As usual when DX-ers come together in Kongsfjord, good food is prepared and good wine is consumed. Thursday evening we put together a reindeer stew, comprised of thin reindeer shavings, red onion, red chili and mashed potatoes. A 2006 Weinert Carrascal proved to be a superb companion. We had chocolate pudding with vanilla custard for dessert, and we finished off with a glass of Disaronno. Or maybe two.

Photos will follow.

Saturday, September 01, 2012

A Cool Recorder For The Afedri SDR-net

All the SDR software packages supporting the Afedri SDR-net can do RF recordings, and to a varying degree scheduling is possible too. But if the main purpose is recording and not live listening, you might find yourself wanting just a simple recorder. Well, the Perseus SDR has its Mestor, and now the Afedri SDR-net has its Afedrec! It was developed by Vasiliy Gokoyev and made available through the Afedri SDR-net Yahoo reflector.

Afedrec is a character based application, and at that it takes some time to put all the parameters in (and to avoid the syntax errors). Looking for a way to make a one-click recording, I turned to my old friend System Scheduler which had proved to be a very reliable application for doing G31DDC scheduled recordings.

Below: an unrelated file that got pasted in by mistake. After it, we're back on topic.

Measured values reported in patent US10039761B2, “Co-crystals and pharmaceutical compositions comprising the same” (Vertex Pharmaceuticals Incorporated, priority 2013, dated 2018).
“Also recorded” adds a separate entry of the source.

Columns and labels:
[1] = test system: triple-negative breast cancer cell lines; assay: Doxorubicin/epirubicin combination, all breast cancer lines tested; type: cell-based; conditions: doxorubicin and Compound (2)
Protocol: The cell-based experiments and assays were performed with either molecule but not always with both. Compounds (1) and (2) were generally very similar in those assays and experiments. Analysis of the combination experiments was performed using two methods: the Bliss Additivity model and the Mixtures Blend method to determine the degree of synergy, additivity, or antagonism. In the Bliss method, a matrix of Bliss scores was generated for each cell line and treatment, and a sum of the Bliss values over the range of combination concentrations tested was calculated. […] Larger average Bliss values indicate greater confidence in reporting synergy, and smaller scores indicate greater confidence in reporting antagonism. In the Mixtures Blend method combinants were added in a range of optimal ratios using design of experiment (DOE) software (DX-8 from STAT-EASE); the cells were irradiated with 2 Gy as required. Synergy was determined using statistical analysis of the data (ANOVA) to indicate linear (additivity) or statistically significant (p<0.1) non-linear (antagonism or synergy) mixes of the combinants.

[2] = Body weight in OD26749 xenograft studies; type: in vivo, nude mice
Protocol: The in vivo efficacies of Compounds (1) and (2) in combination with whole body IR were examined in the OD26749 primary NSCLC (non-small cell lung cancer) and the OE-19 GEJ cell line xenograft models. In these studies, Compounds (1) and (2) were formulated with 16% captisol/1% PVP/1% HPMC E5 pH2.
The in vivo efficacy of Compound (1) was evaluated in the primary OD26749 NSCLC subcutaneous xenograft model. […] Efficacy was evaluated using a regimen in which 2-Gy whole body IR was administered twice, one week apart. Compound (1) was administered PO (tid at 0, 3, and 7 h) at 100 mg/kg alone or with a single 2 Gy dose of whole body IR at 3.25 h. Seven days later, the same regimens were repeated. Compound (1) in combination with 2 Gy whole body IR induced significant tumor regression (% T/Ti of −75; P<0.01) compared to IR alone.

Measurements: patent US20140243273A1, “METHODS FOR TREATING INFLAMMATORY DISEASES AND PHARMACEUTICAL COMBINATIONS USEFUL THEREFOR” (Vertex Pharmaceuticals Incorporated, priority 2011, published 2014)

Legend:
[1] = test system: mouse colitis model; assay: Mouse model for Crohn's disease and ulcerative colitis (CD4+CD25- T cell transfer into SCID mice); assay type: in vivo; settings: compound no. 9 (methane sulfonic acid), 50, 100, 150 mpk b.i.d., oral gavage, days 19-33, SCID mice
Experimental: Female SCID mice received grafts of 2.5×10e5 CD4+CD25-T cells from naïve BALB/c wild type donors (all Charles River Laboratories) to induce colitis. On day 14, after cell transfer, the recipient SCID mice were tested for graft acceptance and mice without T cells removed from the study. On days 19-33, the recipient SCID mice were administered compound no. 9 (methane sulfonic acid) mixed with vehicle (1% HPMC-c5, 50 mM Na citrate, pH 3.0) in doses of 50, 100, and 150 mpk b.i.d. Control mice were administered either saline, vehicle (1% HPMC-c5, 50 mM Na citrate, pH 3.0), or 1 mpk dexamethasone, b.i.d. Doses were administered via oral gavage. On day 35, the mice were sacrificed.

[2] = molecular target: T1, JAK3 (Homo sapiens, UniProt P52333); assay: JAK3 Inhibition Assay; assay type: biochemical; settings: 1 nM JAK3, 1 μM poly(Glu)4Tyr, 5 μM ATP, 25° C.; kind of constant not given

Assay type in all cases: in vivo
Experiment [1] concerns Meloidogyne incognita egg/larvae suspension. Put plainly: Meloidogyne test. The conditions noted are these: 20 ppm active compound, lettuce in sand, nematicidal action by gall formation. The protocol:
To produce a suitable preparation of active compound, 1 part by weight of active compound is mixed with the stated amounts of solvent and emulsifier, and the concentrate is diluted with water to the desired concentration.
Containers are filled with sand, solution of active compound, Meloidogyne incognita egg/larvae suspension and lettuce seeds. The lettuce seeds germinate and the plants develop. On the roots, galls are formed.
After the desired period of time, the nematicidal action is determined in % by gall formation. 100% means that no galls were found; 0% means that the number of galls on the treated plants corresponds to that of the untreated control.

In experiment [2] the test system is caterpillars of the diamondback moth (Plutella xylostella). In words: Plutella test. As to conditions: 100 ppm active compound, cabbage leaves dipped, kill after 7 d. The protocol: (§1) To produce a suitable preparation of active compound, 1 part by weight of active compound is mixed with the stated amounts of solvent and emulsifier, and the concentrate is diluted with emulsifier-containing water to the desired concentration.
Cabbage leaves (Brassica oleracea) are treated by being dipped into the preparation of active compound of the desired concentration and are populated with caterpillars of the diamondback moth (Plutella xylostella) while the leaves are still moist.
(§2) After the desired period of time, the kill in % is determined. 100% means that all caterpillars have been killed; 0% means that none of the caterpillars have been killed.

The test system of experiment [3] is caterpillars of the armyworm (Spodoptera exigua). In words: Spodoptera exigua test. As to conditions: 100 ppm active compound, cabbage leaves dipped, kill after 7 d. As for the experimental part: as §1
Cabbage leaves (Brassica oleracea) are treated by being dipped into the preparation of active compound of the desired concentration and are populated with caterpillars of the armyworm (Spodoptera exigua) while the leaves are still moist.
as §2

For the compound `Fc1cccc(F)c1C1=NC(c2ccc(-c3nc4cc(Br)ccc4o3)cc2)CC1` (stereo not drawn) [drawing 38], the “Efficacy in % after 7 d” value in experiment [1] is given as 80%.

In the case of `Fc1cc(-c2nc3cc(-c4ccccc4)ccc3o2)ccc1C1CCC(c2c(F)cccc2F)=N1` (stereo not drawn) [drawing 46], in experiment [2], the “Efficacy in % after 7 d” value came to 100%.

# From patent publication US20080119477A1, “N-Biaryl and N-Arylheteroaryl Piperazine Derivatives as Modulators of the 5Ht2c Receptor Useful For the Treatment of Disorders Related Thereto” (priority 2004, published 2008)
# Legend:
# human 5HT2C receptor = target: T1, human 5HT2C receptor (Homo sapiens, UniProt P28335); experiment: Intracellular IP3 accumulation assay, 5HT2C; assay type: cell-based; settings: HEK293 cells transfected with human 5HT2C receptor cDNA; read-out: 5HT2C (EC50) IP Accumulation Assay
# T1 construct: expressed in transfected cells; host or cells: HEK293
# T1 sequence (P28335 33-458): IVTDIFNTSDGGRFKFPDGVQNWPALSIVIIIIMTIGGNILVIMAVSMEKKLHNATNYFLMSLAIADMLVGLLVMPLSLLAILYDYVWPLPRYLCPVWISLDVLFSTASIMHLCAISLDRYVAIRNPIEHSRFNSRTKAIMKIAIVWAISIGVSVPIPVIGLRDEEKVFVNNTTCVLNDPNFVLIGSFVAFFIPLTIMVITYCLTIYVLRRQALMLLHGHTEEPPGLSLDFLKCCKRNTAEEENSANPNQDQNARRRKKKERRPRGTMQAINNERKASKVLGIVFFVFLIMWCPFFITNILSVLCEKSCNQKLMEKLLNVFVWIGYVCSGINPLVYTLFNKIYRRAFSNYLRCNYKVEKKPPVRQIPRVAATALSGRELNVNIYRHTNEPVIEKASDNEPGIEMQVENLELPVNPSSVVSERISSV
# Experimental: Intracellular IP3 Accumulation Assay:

Afedrec in the CMD window. Each dot represents 10 MB of data.

This turned out to be a very good idea indeed. Programming System Scheduler to make recordings of various lengths (or various center frequencies or various sample rates) is quite straightforward. When I open System Scheduler, I can select the recording I want to make, and select the Play button. Of course, I can also set up automated scheduled recordings.
Programming the Afedrec
When Afedrec is recording, you can play back previous recordings with Spectravue. Apparently this is not possible with SDR-Radio, because it holds a UDP socket open and by default the second connection is not allowed.

Afedrec is extremely gentle on the CPU. On my i5-2310 2.9 GHz system, the CPU load when running at 1333 kHz sample rate is 1 % or less, while SDR-Radio and Spectravue both use around 7 % CPU. Afedrec recordings can be played back on SDR-Radio, Spectravue, Winrad and HDSDR.

If you want to do scheduled recordings with the Afedri SDR-net, or a one-off recording without monitoring (for instance a full hour recording), the Afedrec/System Scheduler combination is hard to beat.